Comparatively Speaking: Sorbitan Esters vs. Sorbeth Esters

Industry expert Tony O'Lenick explains the difference between sorbitan esters and sorbeth esters to help the personal care formulator differentiate between their INCI names, emulsion stabilities and feel on the skin.

Sorbitol, shown in Figure 1, is a sugar alcohol made by the reduction of the aldehyde group in glucose (Figure 2) to an alcohol. Sorbitol is a linear molecule with six hydroxyl groups.

Sorbitan, as shown in Figure 3, is a mixture of chemical compounds derived from the dehydration of sorbitol. The mixture can vary but usually consists of 1,4-anhydrosorbitol, 1,5-anhydrosorbitol and 1,4,3,6-dianhydrosorbitol. Reacting sorbitan with fatty acid and subsequently with ethylene oxide (EO) results in polysorbates, an important class of emulsifiers. The amount of EO reacted will alter solubility in water and the emulsification ability of the product.

When oleic acid is reacted with sorbitan, sorbitan monooleate (SMO) results. Ethoxylation of SMO with 5 moles and then 20 moles of EO results in the sorbitan monooleates PSMO-5 and PSMO-20, respectively. As EO is added, the SMO goes from water insoluble to water dispersible and to water soluble, as shown in Table 1. The ability to emulsify SMO also changes as the amount of EO is added. Sorbitol will dehydrate upon heating, resulting in cyclic materials present and the exact composition being a mixture of compounds.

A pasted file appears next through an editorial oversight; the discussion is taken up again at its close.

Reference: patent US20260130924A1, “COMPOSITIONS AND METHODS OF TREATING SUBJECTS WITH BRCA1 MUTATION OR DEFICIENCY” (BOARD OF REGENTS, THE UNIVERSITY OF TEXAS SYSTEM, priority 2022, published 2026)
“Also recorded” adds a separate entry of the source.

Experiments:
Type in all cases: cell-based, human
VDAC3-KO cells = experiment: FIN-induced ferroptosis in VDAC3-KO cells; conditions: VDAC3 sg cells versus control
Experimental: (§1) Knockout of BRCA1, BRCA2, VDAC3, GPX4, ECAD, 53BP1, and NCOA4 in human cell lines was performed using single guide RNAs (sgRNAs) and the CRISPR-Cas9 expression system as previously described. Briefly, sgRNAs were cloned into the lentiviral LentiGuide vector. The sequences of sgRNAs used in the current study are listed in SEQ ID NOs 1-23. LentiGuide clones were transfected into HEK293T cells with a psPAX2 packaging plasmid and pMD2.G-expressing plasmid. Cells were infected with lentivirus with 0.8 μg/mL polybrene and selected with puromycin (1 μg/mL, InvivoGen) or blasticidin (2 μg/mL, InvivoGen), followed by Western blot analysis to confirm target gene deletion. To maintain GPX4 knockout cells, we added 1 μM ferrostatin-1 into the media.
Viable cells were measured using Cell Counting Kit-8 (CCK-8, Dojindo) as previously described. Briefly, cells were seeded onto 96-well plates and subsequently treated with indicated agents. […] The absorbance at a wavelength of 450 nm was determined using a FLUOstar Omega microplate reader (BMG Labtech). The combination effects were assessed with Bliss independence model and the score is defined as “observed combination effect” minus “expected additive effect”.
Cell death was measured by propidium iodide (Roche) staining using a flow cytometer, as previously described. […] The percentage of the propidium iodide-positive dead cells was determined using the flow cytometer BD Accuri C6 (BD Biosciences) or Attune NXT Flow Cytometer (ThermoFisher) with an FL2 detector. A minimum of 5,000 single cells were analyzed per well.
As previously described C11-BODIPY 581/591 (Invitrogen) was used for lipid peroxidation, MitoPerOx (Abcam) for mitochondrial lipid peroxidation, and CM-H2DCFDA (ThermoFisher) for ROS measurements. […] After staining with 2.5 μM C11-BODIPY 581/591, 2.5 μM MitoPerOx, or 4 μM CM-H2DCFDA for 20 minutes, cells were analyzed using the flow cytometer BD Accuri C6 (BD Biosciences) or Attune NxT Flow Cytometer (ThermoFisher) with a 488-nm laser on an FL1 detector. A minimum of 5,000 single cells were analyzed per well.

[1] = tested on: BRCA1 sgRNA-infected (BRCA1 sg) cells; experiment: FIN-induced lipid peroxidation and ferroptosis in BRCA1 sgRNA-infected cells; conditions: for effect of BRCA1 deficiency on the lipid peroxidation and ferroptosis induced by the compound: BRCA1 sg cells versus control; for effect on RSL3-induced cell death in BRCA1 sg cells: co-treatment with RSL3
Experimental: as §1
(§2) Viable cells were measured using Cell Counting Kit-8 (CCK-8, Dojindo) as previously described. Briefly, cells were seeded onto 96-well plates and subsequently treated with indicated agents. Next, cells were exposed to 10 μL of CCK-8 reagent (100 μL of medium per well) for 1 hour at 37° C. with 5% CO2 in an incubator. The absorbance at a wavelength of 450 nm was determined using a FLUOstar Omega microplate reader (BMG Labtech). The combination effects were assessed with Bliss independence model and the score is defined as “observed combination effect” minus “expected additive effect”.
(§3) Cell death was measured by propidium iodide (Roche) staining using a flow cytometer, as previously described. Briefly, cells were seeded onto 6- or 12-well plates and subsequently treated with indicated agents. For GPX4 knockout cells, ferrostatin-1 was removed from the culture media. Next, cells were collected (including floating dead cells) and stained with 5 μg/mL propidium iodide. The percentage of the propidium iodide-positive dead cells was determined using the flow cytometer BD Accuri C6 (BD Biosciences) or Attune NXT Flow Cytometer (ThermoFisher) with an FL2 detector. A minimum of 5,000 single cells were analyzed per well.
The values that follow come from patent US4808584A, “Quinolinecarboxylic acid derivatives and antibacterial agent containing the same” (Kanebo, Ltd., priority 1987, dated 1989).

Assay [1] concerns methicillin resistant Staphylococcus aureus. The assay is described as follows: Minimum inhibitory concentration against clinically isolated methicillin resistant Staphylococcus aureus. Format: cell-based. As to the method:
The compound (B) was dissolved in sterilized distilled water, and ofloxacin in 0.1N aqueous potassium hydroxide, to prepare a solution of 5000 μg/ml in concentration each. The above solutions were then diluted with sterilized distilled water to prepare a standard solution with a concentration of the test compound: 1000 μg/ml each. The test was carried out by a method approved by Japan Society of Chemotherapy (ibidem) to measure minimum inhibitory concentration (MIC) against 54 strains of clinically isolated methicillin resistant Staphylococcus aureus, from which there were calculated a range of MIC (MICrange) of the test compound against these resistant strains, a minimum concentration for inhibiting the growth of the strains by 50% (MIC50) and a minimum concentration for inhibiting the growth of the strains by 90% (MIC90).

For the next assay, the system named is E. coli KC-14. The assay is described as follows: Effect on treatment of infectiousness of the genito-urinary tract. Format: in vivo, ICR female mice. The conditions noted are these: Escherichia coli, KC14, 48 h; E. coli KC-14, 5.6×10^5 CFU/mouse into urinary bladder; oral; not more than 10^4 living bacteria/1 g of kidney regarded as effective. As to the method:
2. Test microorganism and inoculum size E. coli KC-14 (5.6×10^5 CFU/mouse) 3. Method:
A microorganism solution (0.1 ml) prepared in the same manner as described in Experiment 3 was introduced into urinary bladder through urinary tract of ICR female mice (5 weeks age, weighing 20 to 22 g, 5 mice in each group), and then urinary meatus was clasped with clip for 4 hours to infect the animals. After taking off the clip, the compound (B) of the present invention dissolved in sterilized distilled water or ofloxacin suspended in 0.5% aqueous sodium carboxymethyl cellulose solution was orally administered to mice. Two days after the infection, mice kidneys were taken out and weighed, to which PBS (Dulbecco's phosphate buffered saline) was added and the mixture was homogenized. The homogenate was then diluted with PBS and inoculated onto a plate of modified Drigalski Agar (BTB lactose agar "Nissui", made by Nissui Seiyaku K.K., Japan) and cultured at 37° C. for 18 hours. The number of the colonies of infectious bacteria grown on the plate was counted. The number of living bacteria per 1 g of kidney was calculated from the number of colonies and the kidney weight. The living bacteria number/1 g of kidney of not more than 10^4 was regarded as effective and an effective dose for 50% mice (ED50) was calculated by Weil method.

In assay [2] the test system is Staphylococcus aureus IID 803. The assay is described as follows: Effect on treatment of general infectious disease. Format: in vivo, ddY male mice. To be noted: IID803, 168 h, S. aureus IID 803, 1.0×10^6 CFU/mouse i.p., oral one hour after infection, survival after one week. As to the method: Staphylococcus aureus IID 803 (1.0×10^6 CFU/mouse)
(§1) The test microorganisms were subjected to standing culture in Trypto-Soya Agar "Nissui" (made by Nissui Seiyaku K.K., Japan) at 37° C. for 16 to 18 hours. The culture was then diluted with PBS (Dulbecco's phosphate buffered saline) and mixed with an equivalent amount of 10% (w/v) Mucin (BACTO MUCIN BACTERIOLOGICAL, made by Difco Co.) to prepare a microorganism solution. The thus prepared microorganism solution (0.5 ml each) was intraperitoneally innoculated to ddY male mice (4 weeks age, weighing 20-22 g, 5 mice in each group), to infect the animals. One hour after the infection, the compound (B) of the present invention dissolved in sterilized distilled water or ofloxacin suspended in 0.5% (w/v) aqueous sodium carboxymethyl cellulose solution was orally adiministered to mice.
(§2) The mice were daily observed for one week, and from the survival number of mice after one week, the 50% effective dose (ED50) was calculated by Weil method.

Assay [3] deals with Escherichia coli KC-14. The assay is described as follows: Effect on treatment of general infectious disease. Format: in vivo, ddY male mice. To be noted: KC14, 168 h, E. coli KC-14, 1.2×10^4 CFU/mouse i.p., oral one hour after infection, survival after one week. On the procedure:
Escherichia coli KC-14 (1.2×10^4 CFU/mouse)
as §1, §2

If sorbitol is ethoxylated, the dehydration is minimized and sorbeth esters form. The empirical formula of sorbeth-30 is shown in Figure 4. These sorbeth esters are emulsifiers or oils depending upon the amount of EO present. For example, sorbeth-30 tetraoleate (liquid), sorbeth-40 tetraoleate (liquid) and sorbeth-60 tetraoleate (paste) are all excellent emulsifiers and solubilizers of high polar vegetable oils or esters. They provide stable emulsification in small quantities for various oils and esters.

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